The New York Times continued to make cuts to its sales and marketing costs and slowed headcount growth in Q3. Last quarter, the company decreased these costs by 22.7% after the company pulled back on marketing spend in Q2. The New York Times declined to comment on whether sales and marketing costs would continue to get slashed this quarter.

“Given the uncertain macroeconomic environment, we continue to look closely at costs while strategically investing in areas that widen our moat, like journalism and digital product development,” evp and CFO Roland Caputo said in an earnings call on Nov. 2. 

In its earnings call on Nov. 9, The Arena Group – owner of Sports Illustrated and TheStreet, among other titles – also noted cuts to “selling and marketing expenses” of $2.8 million in Q3, said CFO Douglas Smith. This was primarily due to a decrease in subscription acquisition costs, agency fees and ad cost reductions, he said.

When asked if these measures would continue this quarter, Arena Group CEO Ross Levinsohn said in an emailed statement: “The selling and marketing costs decrease is a trend that The Arena Group is looking to further – optimizing legacy business lines while investing in growth areas.”

Why publishers are still cutting costs now

The fact that publishers are examining their businesses for further cost-cutting opportunities isn’t surprising to Daniel Kurnos, an internet, broadcasting and media analyst at investment banking firm The Benchmark Company. The uncertainty around whether or not a recession will hit soon – and how long it might last – is causing companies to look for “efficiencies” at this time, he said. “The last thing you want to be doing is right-sizing your costs in the middle of the recession,” he added.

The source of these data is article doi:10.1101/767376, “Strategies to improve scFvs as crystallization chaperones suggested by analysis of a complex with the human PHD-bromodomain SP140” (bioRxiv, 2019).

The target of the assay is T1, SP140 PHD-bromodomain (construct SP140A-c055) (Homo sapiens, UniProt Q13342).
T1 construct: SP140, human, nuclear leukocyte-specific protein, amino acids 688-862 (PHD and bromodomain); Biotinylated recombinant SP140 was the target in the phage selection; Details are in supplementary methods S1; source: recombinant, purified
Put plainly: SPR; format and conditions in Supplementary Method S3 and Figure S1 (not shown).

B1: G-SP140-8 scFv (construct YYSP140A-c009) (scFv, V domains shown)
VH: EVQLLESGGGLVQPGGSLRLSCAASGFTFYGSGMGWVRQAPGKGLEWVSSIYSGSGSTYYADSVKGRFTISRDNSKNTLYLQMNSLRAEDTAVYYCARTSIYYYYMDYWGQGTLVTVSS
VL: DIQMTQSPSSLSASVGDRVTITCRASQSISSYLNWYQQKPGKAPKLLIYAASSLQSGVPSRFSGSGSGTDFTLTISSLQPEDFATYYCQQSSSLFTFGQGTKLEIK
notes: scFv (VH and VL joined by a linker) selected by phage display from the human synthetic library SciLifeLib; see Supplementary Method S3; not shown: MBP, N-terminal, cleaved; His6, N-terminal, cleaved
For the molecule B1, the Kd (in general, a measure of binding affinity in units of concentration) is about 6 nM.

“If you are a company investing in growth, it’s not being rewarded in this environment… Investors want to see improving profits because everyone is afraid that things are going to get worse before it gets better,” he said. “If you’re not going to be rewarded for growth, then you might as well reset the labor market and make sure that your cash flow is going to be high.” 

Doug Arthur, managing director at media research and advisory firm Huber Research Partners, added in an email: “Almost every management team seems to be preparing for 2023 under a number of different economic scenarios and don’t want expenses to be caught off-guard.”

The “worst” of the cost-cutting – layoffs, in particular – is likely to happen “around now,” Kurnos speculated. “You have to remember, budgets get reevaluated, reset towards the end of the year.”

Budget planning is largely the reason cost-cutting measures ramp up towards the end of the year, said David Nemetz, co-founder of Bleacher Report and Inverse and now a startup advisor and angel investor. Because companies typically “backload” 50% or more of their revenue in Q4, it often isn’t clear whether they will hit revenue goals until late in the year, “at which point the budget for that year has already been spent and planning for the next year is underway,” he explained in an email.

“This leads to budget cuts heading into the following year as publishers adjust to aim for the following year’s targets,” he added.